As mobile devices become an integral part of every employee’s personal and professional lives – especially now that so many are working from home – phishing attacks are evolving.
Many organisations are embracing the concept of the modern workplace, a big part of which is making data accessible to staff remotely. Smartphones and tablets – whether company issued or BYOD – provide employees with the flexibility they need to remain productive during these uncertain times, but the downside is that they’re a lucrative target for scammers who want to get their hands on corporate data.
With a smartphone’s smaller screen comes a simplified user experience. Users may not always be able to see an email or SMS sender’s address, or the full links that are sent to them, so how can they verify their legitimacy? Many of us tend to trust our phones implicitly, interacting with these devices with less caution compared to an office computer. As a result, users are three times more likely to click on a malicious URL on a mobile device.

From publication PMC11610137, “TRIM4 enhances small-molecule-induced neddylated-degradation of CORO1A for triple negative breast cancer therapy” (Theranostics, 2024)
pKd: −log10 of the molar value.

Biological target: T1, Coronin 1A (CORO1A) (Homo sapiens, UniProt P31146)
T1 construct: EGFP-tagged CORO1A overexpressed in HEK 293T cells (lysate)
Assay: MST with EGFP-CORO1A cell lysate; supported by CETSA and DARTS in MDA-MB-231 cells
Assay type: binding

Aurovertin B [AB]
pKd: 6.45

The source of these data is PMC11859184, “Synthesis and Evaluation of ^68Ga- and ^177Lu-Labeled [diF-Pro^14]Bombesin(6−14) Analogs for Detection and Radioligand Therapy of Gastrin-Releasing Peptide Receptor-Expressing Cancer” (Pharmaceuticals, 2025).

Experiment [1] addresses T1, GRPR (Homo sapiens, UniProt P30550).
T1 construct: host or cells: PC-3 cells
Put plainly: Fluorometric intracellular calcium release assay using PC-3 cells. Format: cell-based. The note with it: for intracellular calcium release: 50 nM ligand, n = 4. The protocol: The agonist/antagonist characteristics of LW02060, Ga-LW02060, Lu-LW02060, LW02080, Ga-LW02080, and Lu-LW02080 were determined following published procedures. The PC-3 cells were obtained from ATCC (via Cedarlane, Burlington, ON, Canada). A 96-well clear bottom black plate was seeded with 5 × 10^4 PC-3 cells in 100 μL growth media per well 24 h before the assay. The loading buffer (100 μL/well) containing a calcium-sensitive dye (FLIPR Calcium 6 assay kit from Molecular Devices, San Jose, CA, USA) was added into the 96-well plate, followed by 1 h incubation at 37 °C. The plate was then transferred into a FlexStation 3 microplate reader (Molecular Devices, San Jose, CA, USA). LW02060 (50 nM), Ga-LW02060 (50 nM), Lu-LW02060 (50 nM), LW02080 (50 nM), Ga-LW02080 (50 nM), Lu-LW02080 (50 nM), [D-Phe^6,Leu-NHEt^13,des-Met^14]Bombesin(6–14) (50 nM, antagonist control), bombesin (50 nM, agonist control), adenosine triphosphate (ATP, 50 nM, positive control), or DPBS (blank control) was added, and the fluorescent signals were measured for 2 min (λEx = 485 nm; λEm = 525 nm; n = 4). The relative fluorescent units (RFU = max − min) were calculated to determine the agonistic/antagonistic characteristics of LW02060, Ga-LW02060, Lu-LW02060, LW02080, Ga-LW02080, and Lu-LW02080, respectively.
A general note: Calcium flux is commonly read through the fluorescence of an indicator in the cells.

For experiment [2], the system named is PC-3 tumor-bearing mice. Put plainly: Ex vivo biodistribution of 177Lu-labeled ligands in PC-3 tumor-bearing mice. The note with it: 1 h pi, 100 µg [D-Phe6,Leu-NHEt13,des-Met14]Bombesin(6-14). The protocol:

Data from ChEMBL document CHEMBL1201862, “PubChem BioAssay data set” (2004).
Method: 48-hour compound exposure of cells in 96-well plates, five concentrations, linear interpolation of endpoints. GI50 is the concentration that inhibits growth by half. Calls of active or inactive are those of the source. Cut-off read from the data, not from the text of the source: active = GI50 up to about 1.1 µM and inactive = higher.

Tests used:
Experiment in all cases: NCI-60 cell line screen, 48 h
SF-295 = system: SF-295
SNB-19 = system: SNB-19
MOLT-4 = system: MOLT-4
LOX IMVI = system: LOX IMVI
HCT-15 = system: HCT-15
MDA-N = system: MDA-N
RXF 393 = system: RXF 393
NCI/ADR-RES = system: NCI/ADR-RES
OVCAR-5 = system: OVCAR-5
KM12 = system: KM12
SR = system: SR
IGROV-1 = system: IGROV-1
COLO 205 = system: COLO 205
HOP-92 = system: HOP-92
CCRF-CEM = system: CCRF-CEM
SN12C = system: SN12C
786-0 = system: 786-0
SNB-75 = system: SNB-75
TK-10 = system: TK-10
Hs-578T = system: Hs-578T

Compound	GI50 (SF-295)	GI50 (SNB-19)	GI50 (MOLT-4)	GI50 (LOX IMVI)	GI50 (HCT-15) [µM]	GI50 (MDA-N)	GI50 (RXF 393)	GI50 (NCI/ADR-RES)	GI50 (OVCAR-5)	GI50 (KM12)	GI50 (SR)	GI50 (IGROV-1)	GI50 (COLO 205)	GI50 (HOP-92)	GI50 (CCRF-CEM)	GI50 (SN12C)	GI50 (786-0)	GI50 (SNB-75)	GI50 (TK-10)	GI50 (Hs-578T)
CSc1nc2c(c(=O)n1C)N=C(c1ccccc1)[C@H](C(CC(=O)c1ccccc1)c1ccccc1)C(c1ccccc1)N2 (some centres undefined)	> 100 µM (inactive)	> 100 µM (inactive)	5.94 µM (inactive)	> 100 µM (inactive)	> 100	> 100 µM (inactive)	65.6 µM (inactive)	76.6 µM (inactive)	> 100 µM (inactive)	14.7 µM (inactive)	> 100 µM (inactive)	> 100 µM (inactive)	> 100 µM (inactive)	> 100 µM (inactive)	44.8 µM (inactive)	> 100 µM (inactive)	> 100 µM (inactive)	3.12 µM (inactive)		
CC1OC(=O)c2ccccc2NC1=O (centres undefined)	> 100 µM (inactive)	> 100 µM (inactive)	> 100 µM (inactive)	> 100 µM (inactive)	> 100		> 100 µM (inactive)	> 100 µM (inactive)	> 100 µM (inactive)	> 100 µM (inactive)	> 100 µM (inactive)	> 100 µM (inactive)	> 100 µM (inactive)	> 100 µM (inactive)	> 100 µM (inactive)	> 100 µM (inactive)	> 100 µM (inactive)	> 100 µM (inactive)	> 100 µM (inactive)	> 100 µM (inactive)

Hackers are exploiting the trust we have in our devices, and that – coupled with the way mobile phones and tablets inadvertently mask some of the tell-tale signs of a phishing scam – is a recipe for disaster.
Tuning into Secure Working
As the way we work changes and hackers become more sophisticated, robust security solutions have arisen to protect organisations across all potential attack surfaces, including mobile devices.